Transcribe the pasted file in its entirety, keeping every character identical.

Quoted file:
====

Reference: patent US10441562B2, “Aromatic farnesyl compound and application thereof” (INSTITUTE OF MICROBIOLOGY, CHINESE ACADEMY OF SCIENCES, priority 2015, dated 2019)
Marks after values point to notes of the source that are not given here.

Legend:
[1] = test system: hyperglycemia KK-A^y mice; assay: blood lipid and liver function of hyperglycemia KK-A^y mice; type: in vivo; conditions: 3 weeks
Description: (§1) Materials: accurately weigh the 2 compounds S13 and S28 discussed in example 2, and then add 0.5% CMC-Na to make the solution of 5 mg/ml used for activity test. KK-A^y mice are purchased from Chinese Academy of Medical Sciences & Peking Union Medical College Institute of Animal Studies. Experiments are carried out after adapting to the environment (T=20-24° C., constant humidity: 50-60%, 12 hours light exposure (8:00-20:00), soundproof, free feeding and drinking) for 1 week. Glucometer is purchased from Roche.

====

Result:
Reference: patent US10441562B2, “Aromatic farnesyl compound and application thereof” (INSTITUTE OF MICROBIOLOGY, CHINESE ACADEMY OF SCIENCES, priority 2015, dated 2019)
Marks after values point to notes of the source that are not given here.

Legend:
[1] = test system: hyperglycemia KK-A^y mice; assay: blood lipid and liver function of hyperglycemia KK-A^y mice; type: in vivo; conditions: 3 weeks
Description: (§1) Materials: accurately weigh the 2 compounds S13 and S28 discussed in example 2, and then add 0.5% CMC-Na to make the solution of 5 mg/ml used for activity test. KK-A^y mice are purchased from Chinese Academy of Medical Sciences & Peking Union Medical College Institute of Animal Studies. Experiments are carried out after adapting to the environment (T=20-24° C., constant humidity: 50-60%, 12 hours light exposure (8:00-20:00), soundproof, free feeding and drinking) for 1 week. Glucometer is purchased from Roche.